buses

As students begin their commutes to their first classes of the year, the NC State Transportation department is facing a bus driver shortage that is leaving many bus routes understaffed and underserved. 

As a result of the bus driver shortage, the department has been reducing bus services over the past three weeks. Although fewer buses are running overall, the NC State Transportation website assures riders that each route will still be served in some capacity.

“A lot of my friends, I’ve heard they’ve tried to get on the bus, and they’re just unable to, cause it’ll drive past them cause it’s full,” said Mimi Dizes, a third-year studying biological sciences. “Or another bus won’t be on the route, and so they need to figure out another way to get to class.”

Cooper Howe, a first-year in the engineering program, has also been impacted by the shortage. He says that though he has been able to find other ways around campus, he was initially worried by the lack of buses.

“First day of classes as a freshman, [I was] kind of freaking out because there [weren’t] any buses nearby,” Howe said. “And yeah, it’s just been having to walk a lot more — not like that’s a big problem — but still kind of annoying every once in a while.”

Howe has also run into issues trying to track the buses on the Transloc app. 

“Sometimes the buses won’t track properly, and just also weird stuff, like you’ll see them float around on the map,” Howe said. “It’s very weird.”

The Wolfline is not the only local bus system that is contending with a short supply of drivers. The Wake County Public School System is around 100 drivers short this year, forcing the system to merge routes and causing frustration among parents. GoRaleigh, GoDurham, GoCary and Chapel Hill Transit are all pushing for new drivers and reducing services as well.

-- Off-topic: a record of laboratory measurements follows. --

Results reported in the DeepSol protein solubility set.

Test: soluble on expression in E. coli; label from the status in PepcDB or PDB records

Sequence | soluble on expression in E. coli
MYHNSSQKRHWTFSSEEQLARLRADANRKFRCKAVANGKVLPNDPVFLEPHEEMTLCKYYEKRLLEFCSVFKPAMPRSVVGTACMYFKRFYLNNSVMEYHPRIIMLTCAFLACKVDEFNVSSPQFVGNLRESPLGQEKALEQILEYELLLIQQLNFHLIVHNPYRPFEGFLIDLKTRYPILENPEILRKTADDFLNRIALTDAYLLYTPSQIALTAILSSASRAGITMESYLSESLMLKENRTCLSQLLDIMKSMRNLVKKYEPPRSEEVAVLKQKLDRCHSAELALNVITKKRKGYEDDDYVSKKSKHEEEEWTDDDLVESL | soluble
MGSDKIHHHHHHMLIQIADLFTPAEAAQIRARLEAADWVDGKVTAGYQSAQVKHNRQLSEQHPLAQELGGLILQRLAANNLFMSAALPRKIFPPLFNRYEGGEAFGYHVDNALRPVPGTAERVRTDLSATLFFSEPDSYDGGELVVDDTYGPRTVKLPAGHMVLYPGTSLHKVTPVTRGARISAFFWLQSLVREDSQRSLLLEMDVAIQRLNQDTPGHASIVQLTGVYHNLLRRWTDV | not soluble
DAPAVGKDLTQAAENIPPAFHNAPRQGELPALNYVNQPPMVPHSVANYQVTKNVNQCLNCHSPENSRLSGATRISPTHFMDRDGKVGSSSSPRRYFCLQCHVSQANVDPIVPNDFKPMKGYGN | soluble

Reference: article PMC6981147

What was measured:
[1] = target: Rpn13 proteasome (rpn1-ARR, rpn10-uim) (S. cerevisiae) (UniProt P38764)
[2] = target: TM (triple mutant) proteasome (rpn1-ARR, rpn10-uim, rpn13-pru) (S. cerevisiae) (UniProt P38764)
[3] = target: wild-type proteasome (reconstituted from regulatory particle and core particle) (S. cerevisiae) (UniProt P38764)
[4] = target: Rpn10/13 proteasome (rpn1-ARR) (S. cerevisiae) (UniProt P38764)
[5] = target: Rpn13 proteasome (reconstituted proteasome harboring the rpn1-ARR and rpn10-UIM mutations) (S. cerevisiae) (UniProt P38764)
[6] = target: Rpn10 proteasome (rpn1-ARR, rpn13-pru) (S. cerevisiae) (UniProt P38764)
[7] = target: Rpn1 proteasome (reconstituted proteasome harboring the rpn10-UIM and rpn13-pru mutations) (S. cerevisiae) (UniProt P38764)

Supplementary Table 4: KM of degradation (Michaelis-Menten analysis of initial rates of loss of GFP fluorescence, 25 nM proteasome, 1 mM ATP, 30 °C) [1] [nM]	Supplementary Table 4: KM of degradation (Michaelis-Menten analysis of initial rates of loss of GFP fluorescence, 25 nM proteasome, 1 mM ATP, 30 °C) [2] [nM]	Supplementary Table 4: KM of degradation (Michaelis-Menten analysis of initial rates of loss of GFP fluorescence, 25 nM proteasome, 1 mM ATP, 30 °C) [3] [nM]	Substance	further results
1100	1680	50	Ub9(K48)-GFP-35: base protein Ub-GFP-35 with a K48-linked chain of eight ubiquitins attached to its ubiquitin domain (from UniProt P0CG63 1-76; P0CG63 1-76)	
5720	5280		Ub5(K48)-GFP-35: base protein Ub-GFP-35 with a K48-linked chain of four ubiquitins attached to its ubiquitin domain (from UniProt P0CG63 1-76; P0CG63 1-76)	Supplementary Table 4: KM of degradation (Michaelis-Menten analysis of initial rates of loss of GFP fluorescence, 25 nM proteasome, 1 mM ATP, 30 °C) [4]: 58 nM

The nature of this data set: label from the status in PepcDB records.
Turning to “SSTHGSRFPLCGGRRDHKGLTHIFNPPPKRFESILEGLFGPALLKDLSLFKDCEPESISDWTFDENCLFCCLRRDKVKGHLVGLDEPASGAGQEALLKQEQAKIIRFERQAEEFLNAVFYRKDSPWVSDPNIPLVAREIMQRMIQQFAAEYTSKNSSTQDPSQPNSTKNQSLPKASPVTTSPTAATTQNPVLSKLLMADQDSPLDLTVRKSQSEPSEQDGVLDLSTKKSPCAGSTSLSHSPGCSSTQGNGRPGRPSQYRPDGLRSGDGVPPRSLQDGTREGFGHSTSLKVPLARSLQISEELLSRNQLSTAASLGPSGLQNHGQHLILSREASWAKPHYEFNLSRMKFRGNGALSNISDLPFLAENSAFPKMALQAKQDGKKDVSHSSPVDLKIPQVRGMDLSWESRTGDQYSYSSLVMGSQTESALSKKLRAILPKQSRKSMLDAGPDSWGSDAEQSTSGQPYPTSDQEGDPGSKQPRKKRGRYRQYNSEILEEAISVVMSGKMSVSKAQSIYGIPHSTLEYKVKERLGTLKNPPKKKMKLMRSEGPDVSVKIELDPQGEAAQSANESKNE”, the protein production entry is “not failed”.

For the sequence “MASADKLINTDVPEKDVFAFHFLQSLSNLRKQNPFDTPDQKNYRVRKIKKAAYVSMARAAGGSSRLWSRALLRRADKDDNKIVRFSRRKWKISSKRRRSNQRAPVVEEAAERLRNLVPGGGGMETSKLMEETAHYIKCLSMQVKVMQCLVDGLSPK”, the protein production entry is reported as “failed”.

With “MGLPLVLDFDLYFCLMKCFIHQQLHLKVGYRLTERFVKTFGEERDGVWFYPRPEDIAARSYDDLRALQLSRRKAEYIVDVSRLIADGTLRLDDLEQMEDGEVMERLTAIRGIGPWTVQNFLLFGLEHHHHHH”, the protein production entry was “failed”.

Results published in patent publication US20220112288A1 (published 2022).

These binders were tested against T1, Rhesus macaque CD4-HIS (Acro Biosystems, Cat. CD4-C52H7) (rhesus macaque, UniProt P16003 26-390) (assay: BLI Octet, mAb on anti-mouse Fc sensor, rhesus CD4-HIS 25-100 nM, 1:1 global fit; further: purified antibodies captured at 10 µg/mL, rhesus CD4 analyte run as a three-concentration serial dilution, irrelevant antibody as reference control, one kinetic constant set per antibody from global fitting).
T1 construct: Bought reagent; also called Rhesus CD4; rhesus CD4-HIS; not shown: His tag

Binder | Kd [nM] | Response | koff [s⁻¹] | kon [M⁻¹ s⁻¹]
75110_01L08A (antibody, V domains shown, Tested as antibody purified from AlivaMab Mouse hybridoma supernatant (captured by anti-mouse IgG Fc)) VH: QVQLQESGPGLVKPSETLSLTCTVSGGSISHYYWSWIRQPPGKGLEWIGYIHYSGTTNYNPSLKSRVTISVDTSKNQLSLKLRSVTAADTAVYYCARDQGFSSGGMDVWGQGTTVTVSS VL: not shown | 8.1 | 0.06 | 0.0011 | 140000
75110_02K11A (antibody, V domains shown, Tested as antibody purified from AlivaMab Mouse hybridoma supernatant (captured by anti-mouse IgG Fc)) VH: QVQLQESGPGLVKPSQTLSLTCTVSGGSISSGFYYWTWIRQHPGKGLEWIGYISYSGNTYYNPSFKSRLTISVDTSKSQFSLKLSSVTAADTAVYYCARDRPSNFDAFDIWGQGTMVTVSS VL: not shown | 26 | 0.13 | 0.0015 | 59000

“It’s a number of factors, just people’s uneasiness with COVID-19,” said Demar Bonnemere, the NC State Transportation communications manager. “And we’re not unique in that situation. Wake County bus drivers are struggling to keep up with their routes. So it’s a regional issue that’s not unique to us.”

Many students have been caught off guard compared to the bus service of previous years. Emilie Tice, a second-year studying psychology, took the bus regularly last year and has had a much different experience with the Wolfline service this year.

“It was definitely better back then; I never had to wait nearly as long,” Tice said. 

Although resolving the bus driver shortage and returning to pre-COVID-19 bus service may be outside of the control of the transportation department, their current goal is to establish consistent bus routes with their current drivers.

“We’re trying to strike a balance with the routes right now,” said Connor Jones, the NC State Transportation transit planner. “We are working on making sure everything is, not normal per se pre-COVID-19, but maybe a new normal and trying to establish regular routes that we can run with the resources we have.”

Until then, both Bonnemere and Jones recommend the Transloc app for keeping track of the Wolfline buses. 

“That’s going to be the most up to date information with the buses. Any time there’s changes, it’s reflected in the app,” Bonnemere said. “As well as using the app, you can kind of see where the buses are in real time. That’s going to be your best bet, just using the Transloc app.”

You can learn more about and download the Transloc app here. For updates on the current state of Wolfine services, you can view the NCSU Transportation department’s website.